The Ins and Outs of Maintaining a Rental Property

Like death and taxes, it’s a fact of life: rental properties need maintenance to last. Without regular property maintenance, small pest problems become infestations, overgrown weeds become a front yard Amazonian jungle, and leaky pipes become a multi-thousand dollar plumbing bill. Not to mention that it’s part of a landlord’s legal and ethical responsibility to keep occupied units safe and hospitable for the tenants who call them home. 

Even accepting that property maintenance itself is a must, the way to go about it isn’t always so clear-cut. If your hair is on fire sorting through contractor invoices and tenant maintenance requests, this guide will help you douse those flames and make your property maintenance more proactive.

Why do regular maintenance?    

Think of your investment properties like a new car. It’s shiny, it’s clean, and it drives like a dream. It might be in that state the day you drive it off the lot, but if you never took the car in for an oil change or bothered to pass through a car wash, all of those nice features—and the car’s value—would wear out pretty quickly. Rental properties function in much the same way: any work you put into them must be maintained if you want its effects to last.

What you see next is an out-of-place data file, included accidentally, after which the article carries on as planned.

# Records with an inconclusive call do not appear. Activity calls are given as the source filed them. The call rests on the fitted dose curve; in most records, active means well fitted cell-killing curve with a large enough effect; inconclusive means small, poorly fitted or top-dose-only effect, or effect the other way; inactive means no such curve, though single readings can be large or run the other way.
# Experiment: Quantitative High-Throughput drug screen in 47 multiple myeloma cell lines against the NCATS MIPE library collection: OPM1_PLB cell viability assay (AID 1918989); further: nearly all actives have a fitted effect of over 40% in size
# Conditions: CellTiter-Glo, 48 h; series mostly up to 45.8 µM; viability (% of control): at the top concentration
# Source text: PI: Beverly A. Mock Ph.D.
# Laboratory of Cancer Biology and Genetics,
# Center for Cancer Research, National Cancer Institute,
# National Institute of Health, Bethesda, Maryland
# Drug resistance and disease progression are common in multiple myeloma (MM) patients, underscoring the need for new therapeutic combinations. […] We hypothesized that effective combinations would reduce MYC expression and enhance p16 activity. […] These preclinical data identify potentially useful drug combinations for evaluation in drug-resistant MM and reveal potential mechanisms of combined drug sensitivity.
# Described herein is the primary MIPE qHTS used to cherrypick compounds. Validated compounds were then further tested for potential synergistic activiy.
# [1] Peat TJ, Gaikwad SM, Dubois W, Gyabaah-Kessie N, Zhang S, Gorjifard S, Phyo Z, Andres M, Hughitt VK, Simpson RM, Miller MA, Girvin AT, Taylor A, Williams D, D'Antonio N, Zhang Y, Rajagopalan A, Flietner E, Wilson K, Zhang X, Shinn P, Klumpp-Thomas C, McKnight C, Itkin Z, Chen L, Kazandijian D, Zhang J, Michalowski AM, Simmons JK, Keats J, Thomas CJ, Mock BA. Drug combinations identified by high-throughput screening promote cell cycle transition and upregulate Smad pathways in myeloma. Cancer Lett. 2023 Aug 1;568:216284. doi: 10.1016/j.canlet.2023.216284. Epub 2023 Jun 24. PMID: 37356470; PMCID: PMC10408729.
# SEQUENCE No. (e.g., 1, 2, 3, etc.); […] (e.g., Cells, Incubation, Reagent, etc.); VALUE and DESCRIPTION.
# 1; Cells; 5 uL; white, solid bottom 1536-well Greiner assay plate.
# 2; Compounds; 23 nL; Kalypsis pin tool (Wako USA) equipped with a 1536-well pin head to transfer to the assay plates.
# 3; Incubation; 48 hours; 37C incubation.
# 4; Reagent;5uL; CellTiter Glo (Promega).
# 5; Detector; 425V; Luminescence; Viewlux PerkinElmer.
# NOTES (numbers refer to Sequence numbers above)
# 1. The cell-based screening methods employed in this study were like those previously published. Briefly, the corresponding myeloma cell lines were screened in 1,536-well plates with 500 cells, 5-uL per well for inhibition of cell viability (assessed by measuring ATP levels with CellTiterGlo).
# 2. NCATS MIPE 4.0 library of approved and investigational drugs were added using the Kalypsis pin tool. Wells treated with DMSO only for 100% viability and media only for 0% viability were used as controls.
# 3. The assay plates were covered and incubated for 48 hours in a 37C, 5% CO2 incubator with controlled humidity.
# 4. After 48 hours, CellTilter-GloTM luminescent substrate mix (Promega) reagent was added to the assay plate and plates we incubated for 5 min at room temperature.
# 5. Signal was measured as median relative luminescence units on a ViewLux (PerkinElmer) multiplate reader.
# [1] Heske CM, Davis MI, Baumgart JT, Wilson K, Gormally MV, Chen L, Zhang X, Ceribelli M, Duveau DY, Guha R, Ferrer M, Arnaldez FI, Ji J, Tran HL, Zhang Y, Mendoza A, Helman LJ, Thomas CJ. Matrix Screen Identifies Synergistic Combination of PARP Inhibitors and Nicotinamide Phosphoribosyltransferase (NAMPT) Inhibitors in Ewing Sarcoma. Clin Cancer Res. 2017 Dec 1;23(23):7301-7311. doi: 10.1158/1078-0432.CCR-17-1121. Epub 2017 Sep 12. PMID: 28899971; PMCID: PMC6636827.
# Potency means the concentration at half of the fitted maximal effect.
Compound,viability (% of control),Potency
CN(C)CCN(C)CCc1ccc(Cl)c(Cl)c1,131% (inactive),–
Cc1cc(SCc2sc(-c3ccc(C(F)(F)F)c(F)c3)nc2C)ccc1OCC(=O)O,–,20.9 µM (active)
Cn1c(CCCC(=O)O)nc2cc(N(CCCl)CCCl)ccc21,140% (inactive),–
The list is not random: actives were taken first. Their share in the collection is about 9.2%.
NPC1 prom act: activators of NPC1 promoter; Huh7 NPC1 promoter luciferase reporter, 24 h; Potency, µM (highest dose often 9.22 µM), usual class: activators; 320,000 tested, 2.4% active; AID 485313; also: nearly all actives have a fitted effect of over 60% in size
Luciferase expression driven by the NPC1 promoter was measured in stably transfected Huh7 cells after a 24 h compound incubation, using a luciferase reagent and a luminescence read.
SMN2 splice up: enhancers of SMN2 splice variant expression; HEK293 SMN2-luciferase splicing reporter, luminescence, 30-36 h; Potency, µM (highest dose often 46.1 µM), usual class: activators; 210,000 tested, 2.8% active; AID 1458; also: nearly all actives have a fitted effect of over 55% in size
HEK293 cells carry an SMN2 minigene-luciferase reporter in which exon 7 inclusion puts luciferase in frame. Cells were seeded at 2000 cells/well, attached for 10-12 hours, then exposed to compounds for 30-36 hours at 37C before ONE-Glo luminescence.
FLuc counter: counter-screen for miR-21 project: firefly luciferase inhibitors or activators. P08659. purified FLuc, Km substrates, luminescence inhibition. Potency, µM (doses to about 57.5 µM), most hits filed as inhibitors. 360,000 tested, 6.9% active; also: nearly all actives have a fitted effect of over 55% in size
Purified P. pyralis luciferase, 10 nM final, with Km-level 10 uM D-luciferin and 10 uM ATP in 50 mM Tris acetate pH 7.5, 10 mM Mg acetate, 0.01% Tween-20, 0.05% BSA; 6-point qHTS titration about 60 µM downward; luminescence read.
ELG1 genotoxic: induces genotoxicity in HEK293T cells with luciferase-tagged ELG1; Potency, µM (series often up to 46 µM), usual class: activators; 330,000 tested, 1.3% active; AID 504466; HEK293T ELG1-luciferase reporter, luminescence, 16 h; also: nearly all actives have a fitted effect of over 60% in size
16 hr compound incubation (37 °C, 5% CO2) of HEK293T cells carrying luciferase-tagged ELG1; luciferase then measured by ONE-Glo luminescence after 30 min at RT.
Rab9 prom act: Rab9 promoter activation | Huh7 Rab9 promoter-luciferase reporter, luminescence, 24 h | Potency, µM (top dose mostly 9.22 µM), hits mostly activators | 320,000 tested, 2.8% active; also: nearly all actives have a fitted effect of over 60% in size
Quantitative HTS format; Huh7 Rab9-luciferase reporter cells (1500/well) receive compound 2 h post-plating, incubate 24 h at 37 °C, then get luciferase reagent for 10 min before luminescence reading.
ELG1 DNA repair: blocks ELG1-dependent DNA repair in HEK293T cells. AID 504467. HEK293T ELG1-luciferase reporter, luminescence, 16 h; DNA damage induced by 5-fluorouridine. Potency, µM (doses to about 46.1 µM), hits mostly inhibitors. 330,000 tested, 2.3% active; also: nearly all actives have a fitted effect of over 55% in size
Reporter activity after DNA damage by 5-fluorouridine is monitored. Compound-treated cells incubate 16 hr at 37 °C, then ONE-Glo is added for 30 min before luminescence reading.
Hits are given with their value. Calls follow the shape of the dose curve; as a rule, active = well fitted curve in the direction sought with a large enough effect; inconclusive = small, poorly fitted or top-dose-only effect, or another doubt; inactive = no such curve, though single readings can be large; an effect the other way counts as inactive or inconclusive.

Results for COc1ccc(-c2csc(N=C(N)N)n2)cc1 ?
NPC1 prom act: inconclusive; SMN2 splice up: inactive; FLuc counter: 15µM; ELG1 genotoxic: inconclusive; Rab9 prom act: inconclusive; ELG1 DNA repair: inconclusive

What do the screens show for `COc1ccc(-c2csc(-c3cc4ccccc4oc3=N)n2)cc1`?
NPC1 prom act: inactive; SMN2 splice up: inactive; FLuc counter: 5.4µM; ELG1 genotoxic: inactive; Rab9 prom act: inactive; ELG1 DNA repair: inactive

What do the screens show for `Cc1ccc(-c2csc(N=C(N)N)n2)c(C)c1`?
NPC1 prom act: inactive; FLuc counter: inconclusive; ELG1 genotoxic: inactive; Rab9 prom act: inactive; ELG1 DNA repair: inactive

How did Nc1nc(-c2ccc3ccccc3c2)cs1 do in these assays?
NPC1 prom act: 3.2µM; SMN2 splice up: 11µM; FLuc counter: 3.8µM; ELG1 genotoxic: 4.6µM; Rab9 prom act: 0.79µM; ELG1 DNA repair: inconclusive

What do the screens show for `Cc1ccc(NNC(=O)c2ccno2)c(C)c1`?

Tenant happiness 

Maintaining a rental property is even more important than maintaining a car, however, because other people live in your rental properties under legal contract. That means that you have moral and legal obligations to those people to keep their home safe and functional to the best of your abilities.

While your lease may stipulate that tenants are responsible for certain maintenance tasks, like snow removal or lawn care, it’s ultimately you that owns the property and you that has to foot the bill on anything more mission-critical. Taking care of your properties shows your tenants that their comfort and happiness matters to you, which can help boost your tenant retention numbers and encourage good reviews for future prospects.